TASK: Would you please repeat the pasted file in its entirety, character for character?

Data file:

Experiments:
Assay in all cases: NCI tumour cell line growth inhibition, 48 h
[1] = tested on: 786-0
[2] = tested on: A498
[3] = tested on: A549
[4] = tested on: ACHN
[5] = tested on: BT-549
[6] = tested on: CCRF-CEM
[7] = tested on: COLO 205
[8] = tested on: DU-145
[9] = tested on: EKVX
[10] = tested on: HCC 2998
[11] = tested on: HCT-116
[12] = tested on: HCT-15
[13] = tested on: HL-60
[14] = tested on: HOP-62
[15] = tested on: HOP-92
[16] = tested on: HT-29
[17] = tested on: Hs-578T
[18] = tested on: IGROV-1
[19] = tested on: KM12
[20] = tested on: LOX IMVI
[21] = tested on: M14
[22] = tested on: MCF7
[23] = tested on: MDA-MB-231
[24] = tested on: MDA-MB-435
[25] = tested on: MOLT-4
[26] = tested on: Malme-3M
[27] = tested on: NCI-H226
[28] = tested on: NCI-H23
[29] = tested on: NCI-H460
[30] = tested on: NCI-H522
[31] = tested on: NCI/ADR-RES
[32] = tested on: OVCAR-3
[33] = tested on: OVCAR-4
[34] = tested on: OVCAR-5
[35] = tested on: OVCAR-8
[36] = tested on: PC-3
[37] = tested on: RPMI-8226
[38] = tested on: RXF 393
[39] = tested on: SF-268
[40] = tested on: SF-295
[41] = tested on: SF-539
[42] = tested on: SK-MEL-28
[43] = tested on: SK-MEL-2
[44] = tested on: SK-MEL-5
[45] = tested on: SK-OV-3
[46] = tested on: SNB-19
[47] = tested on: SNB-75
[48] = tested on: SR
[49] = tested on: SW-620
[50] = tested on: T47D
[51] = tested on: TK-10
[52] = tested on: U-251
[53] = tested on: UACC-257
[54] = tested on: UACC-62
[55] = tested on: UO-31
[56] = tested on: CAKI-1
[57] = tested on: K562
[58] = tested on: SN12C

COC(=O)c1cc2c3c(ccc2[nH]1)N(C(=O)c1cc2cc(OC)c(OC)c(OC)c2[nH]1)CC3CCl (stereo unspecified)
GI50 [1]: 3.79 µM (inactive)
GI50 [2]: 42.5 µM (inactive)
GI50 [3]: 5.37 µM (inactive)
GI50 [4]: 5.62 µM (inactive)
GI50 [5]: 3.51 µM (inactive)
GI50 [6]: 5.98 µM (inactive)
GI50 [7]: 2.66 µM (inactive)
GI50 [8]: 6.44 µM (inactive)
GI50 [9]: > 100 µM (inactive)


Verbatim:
Experiments:
Assay in all cases: NCI tumour cell line growth inhibition, 48 h
[1] = tested on: 786-0
[2] = tested on: A498
[3] = tested on: A549
[4] = tested on: ACHN
[5] = tested on: BT-549
[6] = tested on: CCRF-CEM
[7] = tested on: COLO 205
[8] = tested on: DU-145
[9] = tested on: EKVX
[10] = tested on: HCC 2998
[11] = tested on: HCT-116
[12] = tested on: HCT-15
[13] = tested on: HL-60
[14] = tested on: HOP-62
[15] = tested on: HOP-92
[16] = tested on: HT-29
[17] = tested on: Hs-578T
[18] = tested on: IGROV-1
[19] = tested on: KM12
[20] = tested on: LOX IMVI
[21] = tested on: M14
[22] = tested on: MCF7
[23] = tested on: MDA-MB-231
[24] = tested on: MDA-MB-435
[25] = tested on: MOLT-4
[26] = tested on: Malme-3M
[27] = tested on: NCI-H226
[28] = tested on: NCI-H23
[29] = tested on: NCI-H460
[30] = tested on: NCI-H522
[31] = tested on: NCI/ADR-RES
[32] = tested on: OVCAR-3
[33] = tested on: OVCAR-4
[34] = tested on: OVCAR-5
[35] = tested on: OVCAR-8
[36] = tested on: PC-3
[37] = tested on: RPMI-8226
[38] = tested on: RXF 393
[39] = tested on: SF-268
[40] = tested on: SF-295
[41] = tested on: SF-539
[42] = tested on: SK-MEL-28
[43] = tested on: SK-MEL-2
[44] = tested on: SK-MEL-5
[45] = tested on: SK-OV-3
[46] = tested on: SNB-19
[47] = tested on: SNB-75
[48] = tested on: SR
[49] = tested on: SW-620
[50] = tested on: T47D
[51] = tested on: TK-10
[52] = tested on: U-251
[53] = tested on: UACC-257
[54] = tested on: UACC-62
[55] = tested on: UO-31
[56] = tested on: CAKI-1
[57] = tested on: K562
[58] = tested on: SN12C

COC(=O)c1cc2c3c(ccc2[nH]1)N(C(=O)c1cc2cc(OC)c(OC)c(OC)c2[nH]1)CC3CCl (stereo unspecified)
GI50 [1]: 3.79 µM (inactive)
GI50 [2]: 42.5 µM (inactive)
GI50 [3]: 5.37 µM (inactive)
GI50 [4]: 5.62 µM (inactive)
GI50 [5]: 3.51 µM (inactive)
GI50 [6]: 5.98 µM (inactive)
GI50 [7]: 2.66 µM (inactive)
GI50 [8]: 6.44 µM (inactive)
GI50 [9]: > 100 µM (inactive)